KATE: Not CLAMP, I’m afraid! I think I’m beginning to outgrow them, honestly; when I want melodramatic, inter-dimensional craziness, I’m more inclined to reach for Keiko Takemiya or Saki Hiwatari these days. I still plan to buy Magic Knight Rayearth, X/1999, and Gate 7 as they’re released, but I don’t feel that same sense of giddy anticipation about a new CLAMP title that I might have back in the day. (Mind you, by “back in the day,” I mean, “about four years ago, when David interviewed me about my CLAMP habit.”)
No, I just finished the fourth volume of Neko Ramen. As the title suggests, Neko Ramen features a cat who likes noodles — or, to be more precise, a cat who runs a small ramen joint. The joke, of course, is that he’s a cat; the restaurant’s bathroom is a back-room letterbox, the dishes frequently come with cat-hair garnishes, and the food is all but inedible from a human perspective.
What makes Neko Ramen such an unexpected joy is that Kenji Sonishi goes a step further with the jokes; yes, there are scratching post gags in later volumes, but most of the series’ humor is rooted in Taisho’s crazy business schemes. Taisho is always cooking up new strategies for improving business, strategies that, on their face, make good sense: discount cards, buyer reward programs, giveaways. In practice, however, Taisho has a knack for undermining himself, developing ill-advised dishes — boomeramen, anyone? — and promotions that repel more diners than they attract.
At the beginning of volume four, for example, Taisho decides to “go green” and substitute hand-made clay bowls for plastic ones. The problem? His paw prints and fur are embedded in the new serving dishes. (“I feel kind of dirty eating this,” a customer mutters as Taisho serves him his meal.) An attempt to make 3-D noodles similarly goes awry: though the dish looks cool when viewed through 3-D glasses, Taisho used real paint to color the noodles red and blue, making them unsafe to eat.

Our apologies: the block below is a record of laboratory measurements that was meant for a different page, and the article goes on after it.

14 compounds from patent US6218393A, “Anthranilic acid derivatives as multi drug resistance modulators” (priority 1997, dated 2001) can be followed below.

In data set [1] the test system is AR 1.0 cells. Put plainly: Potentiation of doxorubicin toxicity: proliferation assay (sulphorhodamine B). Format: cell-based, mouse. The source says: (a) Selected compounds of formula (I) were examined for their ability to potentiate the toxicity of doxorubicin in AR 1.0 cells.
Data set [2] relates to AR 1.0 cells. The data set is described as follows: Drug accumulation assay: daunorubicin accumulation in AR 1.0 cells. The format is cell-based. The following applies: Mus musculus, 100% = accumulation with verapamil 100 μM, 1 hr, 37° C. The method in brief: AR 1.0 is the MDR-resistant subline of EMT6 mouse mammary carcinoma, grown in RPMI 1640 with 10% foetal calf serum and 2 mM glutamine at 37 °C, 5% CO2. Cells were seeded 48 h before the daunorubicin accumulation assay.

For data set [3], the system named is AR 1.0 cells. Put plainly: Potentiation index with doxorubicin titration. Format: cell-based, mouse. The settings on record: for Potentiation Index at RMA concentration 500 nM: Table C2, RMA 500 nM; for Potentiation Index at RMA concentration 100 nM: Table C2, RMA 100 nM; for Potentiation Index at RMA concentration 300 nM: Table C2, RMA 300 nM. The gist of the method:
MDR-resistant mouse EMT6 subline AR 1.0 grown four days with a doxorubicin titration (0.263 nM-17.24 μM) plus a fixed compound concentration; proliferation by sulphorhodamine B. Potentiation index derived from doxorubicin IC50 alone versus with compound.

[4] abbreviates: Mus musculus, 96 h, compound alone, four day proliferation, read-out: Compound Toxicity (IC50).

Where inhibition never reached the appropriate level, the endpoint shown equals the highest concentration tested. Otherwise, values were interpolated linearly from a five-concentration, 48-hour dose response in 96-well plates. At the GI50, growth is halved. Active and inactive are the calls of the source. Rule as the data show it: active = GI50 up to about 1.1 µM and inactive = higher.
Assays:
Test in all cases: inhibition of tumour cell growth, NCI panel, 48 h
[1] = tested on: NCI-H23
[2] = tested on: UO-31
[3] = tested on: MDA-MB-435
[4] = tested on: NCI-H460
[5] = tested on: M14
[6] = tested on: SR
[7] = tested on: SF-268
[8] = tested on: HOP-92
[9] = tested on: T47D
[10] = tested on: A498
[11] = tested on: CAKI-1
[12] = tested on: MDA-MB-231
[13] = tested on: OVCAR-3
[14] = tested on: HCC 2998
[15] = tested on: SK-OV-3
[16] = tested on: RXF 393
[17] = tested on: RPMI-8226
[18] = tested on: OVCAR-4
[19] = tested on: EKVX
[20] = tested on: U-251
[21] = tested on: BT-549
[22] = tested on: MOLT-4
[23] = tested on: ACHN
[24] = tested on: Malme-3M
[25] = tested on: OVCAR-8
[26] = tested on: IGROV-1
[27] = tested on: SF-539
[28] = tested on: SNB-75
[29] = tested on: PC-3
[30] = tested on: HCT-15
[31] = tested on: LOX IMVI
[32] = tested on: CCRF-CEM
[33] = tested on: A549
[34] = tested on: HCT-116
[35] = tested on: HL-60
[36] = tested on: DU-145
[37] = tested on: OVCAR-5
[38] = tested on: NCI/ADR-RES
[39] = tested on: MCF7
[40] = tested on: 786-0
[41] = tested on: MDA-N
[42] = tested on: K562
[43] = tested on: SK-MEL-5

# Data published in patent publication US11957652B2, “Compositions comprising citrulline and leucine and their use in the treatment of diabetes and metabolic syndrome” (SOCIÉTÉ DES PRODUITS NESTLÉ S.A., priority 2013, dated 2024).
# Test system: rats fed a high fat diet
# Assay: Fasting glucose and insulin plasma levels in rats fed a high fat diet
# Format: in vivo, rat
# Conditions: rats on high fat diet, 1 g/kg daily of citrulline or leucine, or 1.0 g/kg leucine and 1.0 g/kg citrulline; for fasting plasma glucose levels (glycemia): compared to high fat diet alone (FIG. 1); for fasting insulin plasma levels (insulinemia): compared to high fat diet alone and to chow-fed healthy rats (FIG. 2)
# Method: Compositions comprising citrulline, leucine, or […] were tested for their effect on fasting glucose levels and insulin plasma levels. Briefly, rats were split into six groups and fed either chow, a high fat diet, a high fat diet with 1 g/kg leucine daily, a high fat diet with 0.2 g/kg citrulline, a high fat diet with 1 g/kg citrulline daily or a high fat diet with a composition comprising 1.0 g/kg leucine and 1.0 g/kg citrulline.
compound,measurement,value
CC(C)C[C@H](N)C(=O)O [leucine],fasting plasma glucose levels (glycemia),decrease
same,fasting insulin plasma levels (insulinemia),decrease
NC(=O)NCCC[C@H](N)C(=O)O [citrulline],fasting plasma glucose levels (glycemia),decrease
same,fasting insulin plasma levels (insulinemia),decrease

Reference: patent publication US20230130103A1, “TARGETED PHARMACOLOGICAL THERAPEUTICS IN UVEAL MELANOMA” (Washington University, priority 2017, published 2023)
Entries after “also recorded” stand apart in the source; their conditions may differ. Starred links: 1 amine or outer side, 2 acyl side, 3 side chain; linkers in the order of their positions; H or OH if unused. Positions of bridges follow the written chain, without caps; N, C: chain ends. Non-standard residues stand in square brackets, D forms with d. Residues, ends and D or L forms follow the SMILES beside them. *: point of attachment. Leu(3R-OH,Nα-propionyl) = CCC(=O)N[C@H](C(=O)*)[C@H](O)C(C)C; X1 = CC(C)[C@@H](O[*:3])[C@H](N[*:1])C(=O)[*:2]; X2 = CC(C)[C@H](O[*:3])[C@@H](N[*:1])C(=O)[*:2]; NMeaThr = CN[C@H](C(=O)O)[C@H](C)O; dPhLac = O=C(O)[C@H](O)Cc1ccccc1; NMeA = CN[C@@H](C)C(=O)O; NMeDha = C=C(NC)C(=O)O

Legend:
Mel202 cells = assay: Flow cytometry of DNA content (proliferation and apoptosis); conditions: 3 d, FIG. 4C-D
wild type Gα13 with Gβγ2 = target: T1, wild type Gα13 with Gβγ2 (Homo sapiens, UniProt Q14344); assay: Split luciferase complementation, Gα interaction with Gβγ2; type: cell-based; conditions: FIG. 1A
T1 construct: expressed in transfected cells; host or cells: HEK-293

The series’ best running joke is that Taisho hasn’t grasped his true market value. Taisho has figured out that animals are a potential draw for customers, however, and is endlessly experimenting with mascots and costumes. In volume one, for example, he himself dons a crab suit, while in volume four, he hires someone to greet customers dressed as a polar bear. (In a weird touch, the guy in the suit is actually an anteater.) The irony is that Taisho resists any attempt to make himself the star attraction; he vehemently refuses to act cute and cat-like for one of his animal-loving customers, viewing it as an affront to his dignity.
Better still, Neko Ramen reads like a good newspaper strip. The jokes and stories are self-contained, so readers can jump into Neko Ramen without knowing anything about the characters. But if you do choose to spend time with Taisho and his friends, you’ll find the humor has more layers than meet the eye.
MJ: Kate, I haven’t read any of this series, but you’re making it sound cuter to me than it has in the past.
KATE: I think Neko Ramen succeeds precisely because it isn’t cute. There’s a gleeful, absurd quality to many of Neko Ramen’s jokes. I mean — boomeramen, the dish that comes back to you? That’s both groan-worthy and totally inspired.
DAVID: It sounds great, but I’m confused. I thought all four-panel manga had to feature four to six high-school girls of different but complementary temperaments.
KATE: Me, too–that’s why I’m not usually a 4-koma kinda girl. Neko Ramen is the anti-Sunshine Sketch.
MICHELLE: I think I need another hit of punch after being reminded of Sunshine Sketch.
MJ: Pass some of that punch over here.
MICHELLE: Here you go. I also brought you one of those swirly bits of ham with a toothpick. So, what’d you read this week, MJ?
MJ: This week, I finally caught up with volume seven of Kou Yaginuma’s charming series, Twin Spica. This is a double-sized volume with a lot going on, especially for this type of manga, which I tend to think of as sort of sweetly lazy in terms of pace. It’s a warm, gentle manga, with just enough darkness to make it incredibly compelling, and this volume is a perfect example of that. We find out more about Marika’s unusual origins in this volume, and we get a bit more backstory for Asumi’s father, too.
Something I’ve really enjoyed about this series in its most recent volumes is the hint of teen romance, I think particularly because it is presented much more subtly than what I’m accustomed to in school-based romances, most of which are shoujo. This actually reminds me more of the YA novels I loved most as a teen and pre-teen, which were character-driven, certainly, and always contained some small nugget of romance, but were much less romance-focused than most of the shoujo I (gleefully) read. Yeah, Anne Shirley was *totally* going to get together with Gilbert Blythe someday, but most of the story was about Anne herself, only leaning heavily to romance in later installments of the series.